To celebrate Export Week, we look at how UK medium-sized businesses (MSBs) can start to address both the real and perceived barriers of growing their business abroad
UK Trade & Investment (UKTI) is holding its sixth Export Week during the week of 10-14 November, featuring seminars, workshops and market briefings aimed at helping businesses either to start their export journey or to increase their international business.
And yet one of the biggest segments of the UK economy remains reluctant to take up the baton. According to Grant Thornton’s Agents of growth research, mid-sized businesses are often slow to seize opportunities for export and international expansion, with only 29% of UK MSBs having international operations compared with 46% in Germany.
Understanding the barriers business leaders face, or perceive, is the first step in helping to unlock the full potential on the world stage. According to Grant Thornton’s survey, some of the biggest perceived major challenges to international expansion for UK mid-sized businesses include legislation and regulation, cultural and linguistic barriers, and currency fluctuations.
“MSBs have been outperforming other businesses when it comes to export growth. However many still remain apprehensive of ventures into overseas markets, fearful in particular of regulatory and cultural barriers,” says Simon Bevan, Partner, Grant Thornton UK. “Their agility actually puts them at a competitive advantage, making them very well placed to overcome those barriers and seize the opportunities in high growth markets.”
Below are five pointers from the research for mid-sized businesses wanting to address their fears and realise their international potential.
1. Look for entry points with less red tape
Legislation and regulation was perceived to be the biggest challenge to MSBs expanding overseas but it really depends where you go. The countries being strangled by red tape may not be the ones that you expect. Last year, Grant Thornton measured the Top 10 countries for business dynamism – listing markets with a more conducive business environment across a number of fronts. Emerging economies such as Chile and China made the top three.
Another option may be to base yourself in an enterprise zone or free trade zone (FTZ) within your chosen market. In China, for example, there is an active push to reduce the regulatory and legal barriers by setting up free trade zones, which lower the barriers to entry and offer a logical first step for setting up overseas.
2. Take advantage of increased government support
The UKTI has pledged to boost support for 8,990 businesses that it defines as mid-sized. Seek out export finance support and advice through UK Export Finance (UKEF).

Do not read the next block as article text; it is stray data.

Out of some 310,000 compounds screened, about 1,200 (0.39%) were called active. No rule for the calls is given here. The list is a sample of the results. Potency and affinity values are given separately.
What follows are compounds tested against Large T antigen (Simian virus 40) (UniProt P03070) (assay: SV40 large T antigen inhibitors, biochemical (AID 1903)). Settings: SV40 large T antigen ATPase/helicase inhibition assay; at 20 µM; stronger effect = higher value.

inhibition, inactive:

Another initiative is the commitment, in partnership with the British Chambers of Commerce, to expand support abroad through business centres and to increase help from consuls. There are now British Chambers in 41 countries that can provide assistance for exporters, with the latest opening recently in Thailand.
3. Find a business mentor
As part of Grant Thornton’s Agents of growth campaign for mid-sized businesses, it recommended that the UK government’s Department for Business, Innovation and Skills explores incentivising corporate mentoring schemes: this would involve large corporates with significant international reach providing coaching and access to networks to support smaller, non-competing companies.
4. Explore beyond the EU
Explore exports to the higher-growth markets beyond Western Europe. The vast majority of those MSBs looking to expand internationally tend to be focused on Western Europe and North American markets. For potentially greater reward, tap into UKTI trade delegations to higher growth emerging markets, and delve into our growing list of dynamic markets profiles to familiarise yourself with potential new markets and their business and cultural rules.
Consider hiring in-country specialists or joining up with an overseas partner to ease worries about breaking into a totally new market.
5. Explore financing options
Access to finance was perceived to be a challenge for many medium-sized companies in funding international expansion. At a time when the costs of additional debt are low, the report recommends MSB leaders consider increasing their debt levels to fund acquisitions and fuel faster growth or larger market share, where appropriate. If you have a potential contract opportunity overseas, UKEF may offer a useful way to help you bridge the funding gap.
More on MSBs
Download Grant Thornton’s Agents of growth report to find out more about this important segment of the UK economy, and the particular challenges mid-sized businesses face. A recent round table also raised concerns over export issues with UKTI: read more on the meeting with Lord Livingston here.